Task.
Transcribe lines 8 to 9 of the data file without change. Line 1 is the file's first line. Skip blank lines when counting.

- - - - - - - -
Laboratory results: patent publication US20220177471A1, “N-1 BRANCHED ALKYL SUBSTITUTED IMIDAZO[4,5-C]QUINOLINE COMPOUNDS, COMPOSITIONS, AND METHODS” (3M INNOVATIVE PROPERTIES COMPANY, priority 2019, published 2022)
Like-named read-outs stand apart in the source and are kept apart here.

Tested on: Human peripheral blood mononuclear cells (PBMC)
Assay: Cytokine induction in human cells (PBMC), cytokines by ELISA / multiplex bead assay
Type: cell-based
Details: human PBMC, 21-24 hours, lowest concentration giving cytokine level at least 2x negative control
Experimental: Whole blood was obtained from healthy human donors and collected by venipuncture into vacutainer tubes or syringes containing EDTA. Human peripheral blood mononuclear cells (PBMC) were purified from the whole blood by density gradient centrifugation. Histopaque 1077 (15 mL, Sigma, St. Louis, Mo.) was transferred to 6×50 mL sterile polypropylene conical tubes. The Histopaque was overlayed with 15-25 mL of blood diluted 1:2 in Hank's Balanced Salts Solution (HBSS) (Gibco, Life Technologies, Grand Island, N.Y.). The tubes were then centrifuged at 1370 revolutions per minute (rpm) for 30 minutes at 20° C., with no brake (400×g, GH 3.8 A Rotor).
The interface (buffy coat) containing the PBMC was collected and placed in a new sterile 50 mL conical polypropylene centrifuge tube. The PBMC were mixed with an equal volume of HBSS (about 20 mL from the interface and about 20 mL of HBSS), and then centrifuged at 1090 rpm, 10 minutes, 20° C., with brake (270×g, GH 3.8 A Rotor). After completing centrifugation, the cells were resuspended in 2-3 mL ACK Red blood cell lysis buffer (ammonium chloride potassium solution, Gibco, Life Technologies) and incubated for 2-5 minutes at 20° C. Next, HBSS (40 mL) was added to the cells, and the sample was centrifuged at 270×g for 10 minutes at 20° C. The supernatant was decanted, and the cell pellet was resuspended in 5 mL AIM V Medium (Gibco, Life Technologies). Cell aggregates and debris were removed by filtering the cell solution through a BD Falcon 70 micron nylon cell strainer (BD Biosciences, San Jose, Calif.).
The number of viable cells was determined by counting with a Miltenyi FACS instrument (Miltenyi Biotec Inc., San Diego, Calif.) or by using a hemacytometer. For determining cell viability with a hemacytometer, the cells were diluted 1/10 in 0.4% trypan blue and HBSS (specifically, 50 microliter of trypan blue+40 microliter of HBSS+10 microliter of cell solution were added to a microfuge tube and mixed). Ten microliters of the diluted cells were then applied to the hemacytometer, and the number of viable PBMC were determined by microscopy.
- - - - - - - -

The interface (buffy coat) containing the PBMC was collected and placed in a new sterile 50 mL conical polypropylene centrifuge tube. The PBMC were mixed with an equal volume of HBSS (about 20 mL from the interface and about 20 mL of HBSS), and then centrifuged at 1090 rpm, 10 minutes, 20° C., with brake (270×g, GH 3.8 A Rotor). After completing centrifugation, the cells were resuspended in 2-3 mL ACK Red blood cell lysis buffer (ammonium chloride potassium solution, Gibco, Life Technologies) and incubated for 2-5 minutes at 20° C. Next, HBSS (40 mL) was added to the cells, and the sample was centrifuged at 270×g for 10 minutes at 20° C. The supernatant was decanted, and the cell pellet was resuspended in 5 mL AIM V Medium (Gibco, Life Technologies). Cell aggregates and debris were removed by filtering the cell solution through a BD Falcon 70 micron nylon cell strainer (BD Biosciences, San Jose, Calif.).
The number of viable cells was determined by counting with a Miltenyi FACS instrument (Miltenyi Biotec Inc., San Diego, Calif.) or by using a hemacytometer. For determining cell viability with a hemacytometer, the cells were diluted 1/10 in 0.4% trypan blue and HBSS (specifically, 50 microliter of trypan blue+40 microliter of HBSS+10 microliter of cell solution were added to a microfuge tube and mixed). Ten microliters of the diluted cells were then applied to the hemacytometer, and the number of viable PBMC were determined by microscopy.